“I never looked at Kildall’s code, just his manual,” Paterson told James Wallace and Jim Erickson, authors of the 1993 biography of Gates, Hard Drive.

Paterson has admitted using Digital Research's DDT debugger to explore the internals of CP/M.

Priced out of the market

IBM did not appear to be aware of the ancestry of the OS it had licensed from Microsoft, and legal considerations gave Digital Research some leverage to stick its nose in. IBM agreed to license and sell CP/M alongside DOS on the new IBM PC. However, when the IBM PC went on sale, DOS diskettes were bundled in the box, or available for $40, while a voucher entitled the buyer to acquire CP/M for $240. IBM's pricing excluded CP/M from the market. Digital Research appeared to have had a case for infringement, but declined to file suit. The market would explode after IBM's launch of the PC, and Digital Research was growing with it.

According to John Wharton, the Intel engineer tasked with doing the technical valuation of QDOS in 1980, QDOS certainly lived up to its name: just 27 of CP/M's 37 calls were supported, and some cosmetic changes had been made, the best known of which is the command prompt separator. QDOS also used a different file system to CP/M, its own one.

After the saga was published in Sir Harold's They Made America, Paterson filed a defamation lawsuit, Paterson v Little, Brown & Co, against Sir Harry in Seattle, claiming the book's assertions had caused him "great pain and mental anguish". The court heard the detailed API evidence, and rejected Paterson's suit in 2007. US federal Judge Thomas Zilly observed that Evans' description of Paterson's software as a "rip-off" was negative, but not necessarily defamatory, and said the technical evidence justified Sir Harry's characterisation of QDOS as a "rip-off". Evans had his facts right, the judge pointed out, and in the US, this is an absolute defence to defamation claims.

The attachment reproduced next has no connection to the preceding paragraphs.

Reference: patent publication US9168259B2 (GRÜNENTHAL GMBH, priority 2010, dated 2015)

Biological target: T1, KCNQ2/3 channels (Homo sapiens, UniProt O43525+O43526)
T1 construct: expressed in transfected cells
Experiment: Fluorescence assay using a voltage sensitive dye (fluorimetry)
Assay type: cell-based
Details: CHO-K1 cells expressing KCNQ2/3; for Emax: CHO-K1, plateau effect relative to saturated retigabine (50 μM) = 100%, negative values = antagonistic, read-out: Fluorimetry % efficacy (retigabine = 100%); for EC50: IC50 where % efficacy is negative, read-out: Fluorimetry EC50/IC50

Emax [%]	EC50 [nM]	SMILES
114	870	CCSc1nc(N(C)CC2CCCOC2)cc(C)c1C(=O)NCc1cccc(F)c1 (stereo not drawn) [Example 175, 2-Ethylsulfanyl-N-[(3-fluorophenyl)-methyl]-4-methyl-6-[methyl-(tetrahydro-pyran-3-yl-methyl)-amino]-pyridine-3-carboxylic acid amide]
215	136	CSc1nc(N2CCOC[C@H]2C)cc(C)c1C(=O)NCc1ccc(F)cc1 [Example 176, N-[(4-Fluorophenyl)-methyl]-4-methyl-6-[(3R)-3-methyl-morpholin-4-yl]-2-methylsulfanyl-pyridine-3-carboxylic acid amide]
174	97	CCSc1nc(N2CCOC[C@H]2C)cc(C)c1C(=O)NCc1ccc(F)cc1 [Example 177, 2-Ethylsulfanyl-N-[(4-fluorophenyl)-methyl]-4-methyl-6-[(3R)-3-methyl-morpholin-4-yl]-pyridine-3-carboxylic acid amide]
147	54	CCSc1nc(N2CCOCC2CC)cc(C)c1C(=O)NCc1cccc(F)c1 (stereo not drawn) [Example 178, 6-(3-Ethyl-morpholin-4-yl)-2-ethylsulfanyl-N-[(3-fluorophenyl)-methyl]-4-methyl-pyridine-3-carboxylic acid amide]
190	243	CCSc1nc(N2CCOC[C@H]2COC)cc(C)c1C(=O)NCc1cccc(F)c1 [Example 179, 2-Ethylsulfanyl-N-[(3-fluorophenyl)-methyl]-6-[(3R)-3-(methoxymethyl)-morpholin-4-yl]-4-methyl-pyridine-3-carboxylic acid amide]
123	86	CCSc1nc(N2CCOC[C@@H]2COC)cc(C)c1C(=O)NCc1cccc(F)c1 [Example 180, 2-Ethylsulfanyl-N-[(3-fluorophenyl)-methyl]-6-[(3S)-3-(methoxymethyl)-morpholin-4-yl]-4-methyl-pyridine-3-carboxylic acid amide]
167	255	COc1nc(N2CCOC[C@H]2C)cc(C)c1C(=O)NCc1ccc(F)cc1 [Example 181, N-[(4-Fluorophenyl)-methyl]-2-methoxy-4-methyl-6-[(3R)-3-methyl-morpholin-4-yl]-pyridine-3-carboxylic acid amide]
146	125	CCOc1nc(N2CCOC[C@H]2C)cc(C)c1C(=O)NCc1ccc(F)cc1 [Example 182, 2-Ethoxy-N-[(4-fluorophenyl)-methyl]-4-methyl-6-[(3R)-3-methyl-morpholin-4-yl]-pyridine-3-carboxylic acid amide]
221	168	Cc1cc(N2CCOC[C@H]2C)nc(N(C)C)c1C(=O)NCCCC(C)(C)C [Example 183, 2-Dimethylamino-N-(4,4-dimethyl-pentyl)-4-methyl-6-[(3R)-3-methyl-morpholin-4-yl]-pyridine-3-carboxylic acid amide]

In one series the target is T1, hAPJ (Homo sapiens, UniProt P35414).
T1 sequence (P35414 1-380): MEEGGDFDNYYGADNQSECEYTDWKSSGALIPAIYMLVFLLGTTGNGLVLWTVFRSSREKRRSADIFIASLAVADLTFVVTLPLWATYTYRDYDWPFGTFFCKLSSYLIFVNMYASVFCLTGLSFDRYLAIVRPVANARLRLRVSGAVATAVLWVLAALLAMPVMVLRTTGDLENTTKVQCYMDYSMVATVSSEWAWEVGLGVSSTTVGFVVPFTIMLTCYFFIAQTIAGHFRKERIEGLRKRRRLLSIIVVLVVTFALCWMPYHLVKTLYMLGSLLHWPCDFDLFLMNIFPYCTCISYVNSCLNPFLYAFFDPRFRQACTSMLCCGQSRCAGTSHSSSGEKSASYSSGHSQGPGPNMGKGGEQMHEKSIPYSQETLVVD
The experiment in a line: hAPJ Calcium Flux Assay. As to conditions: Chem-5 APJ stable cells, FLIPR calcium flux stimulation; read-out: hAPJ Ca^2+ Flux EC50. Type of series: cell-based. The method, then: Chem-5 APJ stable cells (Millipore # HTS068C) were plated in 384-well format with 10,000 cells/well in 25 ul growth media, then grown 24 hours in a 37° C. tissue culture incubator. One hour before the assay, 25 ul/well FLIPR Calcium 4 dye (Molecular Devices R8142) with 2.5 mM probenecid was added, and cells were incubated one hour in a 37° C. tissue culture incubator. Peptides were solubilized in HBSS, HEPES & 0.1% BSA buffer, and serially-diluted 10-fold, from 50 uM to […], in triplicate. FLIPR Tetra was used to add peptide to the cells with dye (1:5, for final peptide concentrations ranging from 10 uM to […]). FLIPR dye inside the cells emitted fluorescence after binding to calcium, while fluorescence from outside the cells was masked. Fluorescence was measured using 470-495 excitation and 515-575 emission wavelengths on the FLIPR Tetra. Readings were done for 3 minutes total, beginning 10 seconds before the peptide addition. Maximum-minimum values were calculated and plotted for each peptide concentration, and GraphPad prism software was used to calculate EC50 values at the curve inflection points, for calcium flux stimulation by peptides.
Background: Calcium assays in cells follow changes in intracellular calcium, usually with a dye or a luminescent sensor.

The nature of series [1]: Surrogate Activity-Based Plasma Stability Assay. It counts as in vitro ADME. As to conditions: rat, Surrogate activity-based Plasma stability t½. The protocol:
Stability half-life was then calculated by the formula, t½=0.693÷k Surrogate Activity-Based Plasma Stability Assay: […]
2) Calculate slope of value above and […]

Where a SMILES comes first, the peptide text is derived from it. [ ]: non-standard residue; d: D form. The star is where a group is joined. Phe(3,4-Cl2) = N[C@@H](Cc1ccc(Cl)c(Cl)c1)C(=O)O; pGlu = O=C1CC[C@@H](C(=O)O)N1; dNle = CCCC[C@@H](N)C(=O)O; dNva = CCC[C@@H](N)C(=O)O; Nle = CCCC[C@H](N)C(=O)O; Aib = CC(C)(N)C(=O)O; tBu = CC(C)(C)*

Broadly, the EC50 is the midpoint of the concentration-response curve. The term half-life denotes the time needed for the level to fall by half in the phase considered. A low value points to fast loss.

Knowing this, we can review Zeidman's claims published by Spectrum magazine in a better perspective.

"Until now there’s been no way to conduct a reliable examination of the software itself, to look inside MS-DOS for the fingerprints of CP/M, and settle the issue once and for all," he claims. But no such examination is required. The verdict of the Paterson lawsuit has been publicly available (on the Seattle Post-Intelligencer newspaper's website) for four years.

"If [Kildall] was not as successful as Bill Gates, it wasn’t because Microsoft stole the CP/M source code," concludes Zeidman. But nobody has ever made such a claim: not even Paterson.

"My company’s CodeSuite forensic software lets us look inside operating systems and other software for fingerprints of other programs," boasts Zeidman. In this particular case, by fingerprint he means scraps of text in the MS-DOS and CP/M source code and assembled binaries. Where a fingerprint exists in both products, Zeidman seems utterly baffled because there just isn't enough to piece together a smoking gun.

Kildall had reportedly stashed a secret command in CP/M to identify (and shame) cloners, who wouldn't have implemented the secret feature unless they found it or had seen the source code.

Zeidman can't find that hidden cookie in MS-DOS with his ASCII-matching tool, presumably because there's no "SECRET COMMAND HERE" line to search for. But we know from Paterson's own evidence that the QDOS author didn't copy the source code, but did implement the same APIs so that libraries of software remained compatible with the two rival systems.

"It is difficult to imagine [Kildall] could squeeze in an undetectable encryption routine," waffles the self-styled computer forensic expert.

The IEEE is the professional association for American engineers. With the publication of this article, it has not only managed to smear the reputation of one of the computer industry's greatest pioneers, but also insult the intelligence of its readers. ®